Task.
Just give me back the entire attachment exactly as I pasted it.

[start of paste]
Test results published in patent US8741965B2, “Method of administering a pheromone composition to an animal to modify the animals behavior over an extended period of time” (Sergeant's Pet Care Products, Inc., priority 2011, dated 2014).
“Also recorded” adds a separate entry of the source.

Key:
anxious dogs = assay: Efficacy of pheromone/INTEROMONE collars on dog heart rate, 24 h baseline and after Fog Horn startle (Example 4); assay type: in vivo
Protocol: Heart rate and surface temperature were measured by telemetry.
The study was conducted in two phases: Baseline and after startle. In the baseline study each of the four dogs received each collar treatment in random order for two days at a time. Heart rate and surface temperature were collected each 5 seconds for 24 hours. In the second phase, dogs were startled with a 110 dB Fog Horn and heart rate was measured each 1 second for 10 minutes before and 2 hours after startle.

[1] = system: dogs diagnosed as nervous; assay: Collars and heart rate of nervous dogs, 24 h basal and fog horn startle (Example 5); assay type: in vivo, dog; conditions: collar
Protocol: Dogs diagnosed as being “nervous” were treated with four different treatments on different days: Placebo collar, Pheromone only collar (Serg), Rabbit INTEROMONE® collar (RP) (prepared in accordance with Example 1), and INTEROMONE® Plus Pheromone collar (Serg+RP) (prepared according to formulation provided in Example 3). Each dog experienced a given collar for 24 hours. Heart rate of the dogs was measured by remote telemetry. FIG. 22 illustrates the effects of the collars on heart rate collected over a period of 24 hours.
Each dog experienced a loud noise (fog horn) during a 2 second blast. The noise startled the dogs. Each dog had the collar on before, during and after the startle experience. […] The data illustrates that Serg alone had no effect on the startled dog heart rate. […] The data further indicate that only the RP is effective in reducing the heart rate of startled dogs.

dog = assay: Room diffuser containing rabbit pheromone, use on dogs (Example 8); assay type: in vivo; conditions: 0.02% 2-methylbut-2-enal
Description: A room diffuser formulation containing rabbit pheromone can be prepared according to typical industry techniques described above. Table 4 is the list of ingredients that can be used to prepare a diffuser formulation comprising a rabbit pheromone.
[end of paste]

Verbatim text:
Test results published in patent US8741965B2, “Method of administering a pheromone composition to an animal to modify the animals behavior over an extended period of time” (Sergeant's Pet Care Products, Inc., priority 2011, dated 2014).
“Also recorded” adds a separate entry of the source.

Key:
anxious dogs = assay: Efficacy of pheromone/INTEROMONE collars on dog heart rate, 24 h baseline and after Fog Horn startle (Example 4); assay type: in vivo
Protocol: Heart rate and surface temperature were measured by telemetry.
The study was conducted in two phases: Baseline and after startle. In the baseline study each of the four dogs received each collar treatment in random order for two days at a time. Heart rate and surface temperature were collected each 5 seconds for 24 hours. In the second phase, dogs were startled with a 110 dB Fog Horn and heart rate was measured each 1 second for 10 minutes before and 2 hours after startle.

[1] = system: dogs diagnosed as nervous; assay: Collars and heart rate of nervous dogs, 24 h basal and fog horn startle (Example 5); assay type: in vivo, dog; conditions: collar
Protocol: Dogs diagnosed as being “nervous” were treated with four different treatments on different days: Placebo collar, Pheromone only collar (Serg), Rabbit INTEROMONE® collar (RP) (prepared in accordance with Example 1), and INTEROMONE® Plus Pheromone collar (Serg+RP) (prepared according to formulation provided in Example 3). Each dog experienced a given collar for 24 hours. Heart rate of the dogs was measured by remote telemetry. FIG. 22 illustrates the effects of the collars on heart rate collected over a period of 24 hours.
Each dog experienced a loud noise (fog horn) during a 2 second blast. The noise startled the dogs. Each dog had the collar on before, during and after the startle experience. […] The data illustrates that Serg alone had no effect on the startled dog heart rate. […] The data further indicate that only the RP is effective in reducing the heart rate of startled dogs.

dog = assay: Room diffuser containing rabbit pheromone, use on dogs (Example 8); assay type: in vivo; conditions: 0.02% 2-methylbut-2-enal
Description: A room diffuser formulation containing rabbit pheromone can be prepared according to typical industry techniques described above. Table 4 is the list of ingredients that can be used to prepare a diffuser formulation comprising a rabbit pheromone.